Sunday, January 31, 2010

Chapter 16. Who Is Democracy's Jonathan E.?

Anyone who has watched a 1950's "look into the future" will snicker at the predictions of the world of tomorrow, say in the 1970's or 80's, or even the turn of the century. The promises of flying cars and housework-busy robots and moon bases seem quaint and naive in the face of the reality of Communism and unpopular wars and a terror-driven Middle East.

Some predictions, however, while not literally manifested, can inform us about the dark machinations of the human psyche. If some author can imagine the future world, why not a politician, or dictator, or corporate giant? The paragons of 1984, Brave New World and Fahrenheit 451 are familiar to us as cautionary tales.

Another interesting look into the future is Rollerball, the 1975 film by director/producer Norman Jewison and starring James Caan and John Houseman. The year is 2018, and nations have dissolved by conflict into six mega-Corporations: Transport, Food, Communication, Housing, Luxury and Energy. A few executives on the Directorate make all the decisions. Mankind has rid itself of famine, disease and war.

And individuality.

The deadly game of rollerball pits teams from corporate-cities in a mixture of roller derby (remember that?), football and extreme fighting. Players can be injured or killed, and the masses can return home with their innate human desire for conflict quenched, until the next game. The Game has been carefully designed to encourage allegiance to the Corporations and to its authority.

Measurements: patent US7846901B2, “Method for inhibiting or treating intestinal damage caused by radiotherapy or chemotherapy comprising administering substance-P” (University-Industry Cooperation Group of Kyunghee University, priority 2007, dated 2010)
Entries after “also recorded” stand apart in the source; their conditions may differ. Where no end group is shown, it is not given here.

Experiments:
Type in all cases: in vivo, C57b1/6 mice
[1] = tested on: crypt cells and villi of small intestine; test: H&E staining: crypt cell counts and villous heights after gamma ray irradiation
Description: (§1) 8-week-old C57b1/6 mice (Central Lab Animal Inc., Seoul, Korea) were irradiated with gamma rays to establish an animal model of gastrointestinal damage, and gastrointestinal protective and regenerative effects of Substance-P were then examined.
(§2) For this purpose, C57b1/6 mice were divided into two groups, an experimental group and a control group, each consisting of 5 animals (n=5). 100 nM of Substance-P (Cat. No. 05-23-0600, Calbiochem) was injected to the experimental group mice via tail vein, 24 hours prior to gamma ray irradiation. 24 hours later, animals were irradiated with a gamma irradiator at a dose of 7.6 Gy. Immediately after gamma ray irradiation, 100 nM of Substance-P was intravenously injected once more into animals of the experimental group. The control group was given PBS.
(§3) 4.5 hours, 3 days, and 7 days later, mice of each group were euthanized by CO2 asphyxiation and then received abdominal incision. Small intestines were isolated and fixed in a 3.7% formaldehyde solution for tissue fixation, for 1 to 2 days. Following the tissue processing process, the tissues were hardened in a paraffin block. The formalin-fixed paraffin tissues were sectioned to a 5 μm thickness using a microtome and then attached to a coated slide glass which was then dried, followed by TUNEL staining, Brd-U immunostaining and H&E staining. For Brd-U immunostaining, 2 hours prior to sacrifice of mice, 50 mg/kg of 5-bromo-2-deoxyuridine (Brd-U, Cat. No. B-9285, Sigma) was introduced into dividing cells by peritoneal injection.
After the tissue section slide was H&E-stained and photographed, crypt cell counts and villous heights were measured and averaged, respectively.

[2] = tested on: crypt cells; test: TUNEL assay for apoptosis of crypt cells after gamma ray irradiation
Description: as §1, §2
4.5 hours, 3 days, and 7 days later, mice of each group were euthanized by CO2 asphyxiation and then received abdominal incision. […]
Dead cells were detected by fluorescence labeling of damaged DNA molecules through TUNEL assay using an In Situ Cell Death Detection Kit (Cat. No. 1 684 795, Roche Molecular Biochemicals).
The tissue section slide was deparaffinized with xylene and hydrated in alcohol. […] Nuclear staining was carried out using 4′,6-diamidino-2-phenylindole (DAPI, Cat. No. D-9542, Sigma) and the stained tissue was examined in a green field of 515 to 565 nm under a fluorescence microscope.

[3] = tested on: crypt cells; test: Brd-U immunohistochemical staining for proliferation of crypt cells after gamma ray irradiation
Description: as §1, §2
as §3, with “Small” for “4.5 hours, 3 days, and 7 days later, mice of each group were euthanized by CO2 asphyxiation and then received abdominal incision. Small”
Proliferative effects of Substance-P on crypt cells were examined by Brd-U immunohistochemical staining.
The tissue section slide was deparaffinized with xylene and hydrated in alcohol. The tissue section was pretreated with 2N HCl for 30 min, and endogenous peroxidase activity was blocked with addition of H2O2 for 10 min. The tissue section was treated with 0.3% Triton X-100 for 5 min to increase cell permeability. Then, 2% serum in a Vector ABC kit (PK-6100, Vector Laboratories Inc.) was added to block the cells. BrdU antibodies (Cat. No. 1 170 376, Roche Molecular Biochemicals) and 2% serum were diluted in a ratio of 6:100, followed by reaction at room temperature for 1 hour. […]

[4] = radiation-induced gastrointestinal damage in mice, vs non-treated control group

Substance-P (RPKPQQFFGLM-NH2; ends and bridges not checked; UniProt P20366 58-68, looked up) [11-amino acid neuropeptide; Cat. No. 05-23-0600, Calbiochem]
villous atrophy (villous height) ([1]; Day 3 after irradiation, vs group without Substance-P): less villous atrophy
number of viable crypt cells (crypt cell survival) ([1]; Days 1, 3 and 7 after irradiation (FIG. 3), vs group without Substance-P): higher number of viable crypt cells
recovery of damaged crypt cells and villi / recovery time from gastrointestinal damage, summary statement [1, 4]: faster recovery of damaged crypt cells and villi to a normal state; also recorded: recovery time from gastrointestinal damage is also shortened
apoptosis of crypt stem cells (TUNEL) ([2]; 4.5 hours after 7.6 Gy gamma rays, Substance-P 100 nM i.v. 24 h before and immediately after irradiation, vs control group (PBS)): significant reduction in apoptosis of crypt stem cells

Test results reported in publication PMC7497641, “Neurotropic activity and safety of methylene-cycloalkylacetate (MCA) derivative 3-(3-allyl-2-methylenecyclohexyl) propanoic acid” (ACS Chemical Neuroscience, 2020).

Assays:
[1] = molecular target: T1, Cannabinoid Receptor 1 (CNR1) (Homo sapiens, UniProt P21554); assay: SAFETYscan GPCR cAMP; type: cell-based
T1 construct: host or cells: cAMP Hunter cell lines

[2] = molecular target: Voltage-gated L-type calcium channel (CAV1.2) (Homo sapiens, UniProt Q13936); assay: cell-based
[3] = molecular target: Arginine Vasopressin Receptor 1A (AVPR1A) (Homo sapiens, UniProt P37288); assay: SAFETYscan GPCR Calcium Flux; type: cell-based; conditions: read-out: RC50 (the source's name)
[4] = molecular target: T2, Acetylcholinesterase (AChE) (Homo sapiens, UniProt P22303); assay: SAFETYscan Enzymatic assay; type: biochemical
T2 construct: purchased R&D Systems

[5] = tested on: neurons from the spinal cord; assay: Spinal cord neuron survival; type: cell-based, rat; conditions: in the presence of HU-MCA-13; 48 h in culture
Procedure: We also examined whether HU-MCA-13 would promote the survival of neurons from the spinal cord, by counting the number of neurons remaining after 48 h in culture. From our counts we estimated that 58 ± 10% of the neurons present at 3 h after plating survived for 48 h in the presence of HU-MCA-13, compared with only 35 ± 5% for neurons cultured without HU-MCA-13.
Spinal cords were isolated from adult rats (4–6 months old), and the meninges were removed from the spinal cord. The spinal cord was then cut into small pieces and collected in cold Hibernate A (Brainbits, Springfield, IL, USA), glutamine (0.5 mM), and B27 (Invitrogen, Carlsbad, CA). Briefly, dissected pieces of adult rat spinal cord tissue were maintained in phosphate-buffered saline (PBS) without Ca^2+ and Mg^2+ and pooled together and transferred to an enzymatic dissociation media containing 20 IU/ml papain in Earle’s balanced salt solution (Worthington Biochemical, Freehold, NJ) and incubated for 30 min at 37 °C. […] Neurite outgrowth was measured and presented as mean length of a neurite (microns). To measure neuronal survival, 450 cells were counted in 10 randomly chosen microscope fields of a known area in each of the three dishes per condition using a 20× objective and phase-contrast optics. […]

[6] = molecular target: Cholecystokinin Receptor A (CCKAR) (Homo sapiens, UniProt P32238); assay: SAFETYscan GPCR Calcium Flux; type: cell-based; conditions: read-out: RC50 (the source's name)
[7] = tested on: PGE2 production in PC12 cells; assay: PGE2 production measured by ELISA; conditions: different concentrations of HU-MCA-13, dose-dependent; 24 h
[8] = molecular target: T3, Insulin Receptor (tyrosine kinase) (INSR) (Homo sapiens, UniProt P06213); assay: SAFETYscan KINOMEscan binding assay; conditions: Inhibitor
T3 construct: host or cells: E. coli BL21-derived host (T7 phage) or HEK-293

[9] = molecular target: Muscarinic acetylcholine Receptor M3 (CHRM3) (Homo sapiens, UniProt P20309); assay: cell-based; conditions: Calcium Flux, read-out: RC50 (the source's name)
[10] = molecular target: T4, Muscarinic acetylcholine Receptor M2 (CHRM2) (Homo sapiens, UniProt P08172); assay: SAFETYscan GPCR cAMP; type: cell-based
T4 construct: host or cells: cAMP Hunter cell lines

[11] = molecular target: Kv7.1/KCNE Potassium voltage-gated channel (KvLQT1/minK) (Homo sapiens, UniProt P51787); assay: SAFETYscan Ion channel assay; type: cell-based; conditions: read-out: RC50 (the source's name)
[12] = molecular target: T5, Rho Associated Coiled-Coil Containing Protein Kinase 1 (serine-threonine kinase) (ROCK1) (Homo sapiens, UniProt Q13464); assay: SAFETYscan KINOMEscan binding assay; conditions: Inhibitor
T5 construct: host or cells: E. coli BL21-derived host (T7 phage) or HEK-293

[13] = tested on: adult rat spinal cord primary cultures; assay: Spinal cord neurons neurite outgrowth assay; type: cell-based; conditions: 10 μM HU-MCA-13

But as in all utopias, there is trouble brewing. There is Jonathan E. of Houston's Energy team; he is rollerball's best and most popular player, and its longest survivor (ten years). In fact, he's too popular, and has risen above the game itself and its purpose. So the executives "ask" him to retire, and when he refuses they begin making the game and its rules more deadly until at last, at the world championship, there will be no penalties and no time limit, meaning it will continue until all players are maimed or dead, even Jonathan.

There is, of course, only one way for Jonathan to make it through the final game, and you can watch the movie yourself to see what happens.

Well, 2018 is right around the corner. We don't have flying cars, or moon bases or rollerball yet. But we do have a growing public sector that rewards mediocrity and dissuades high individual achievement, as the only way to perpetuate the single truly mega-Corporation in the United States: the government itself.

Watch closely as our contemporary Jonathan's are torn down, simply from their brazen defiance of the Directorate.

Quotient out.

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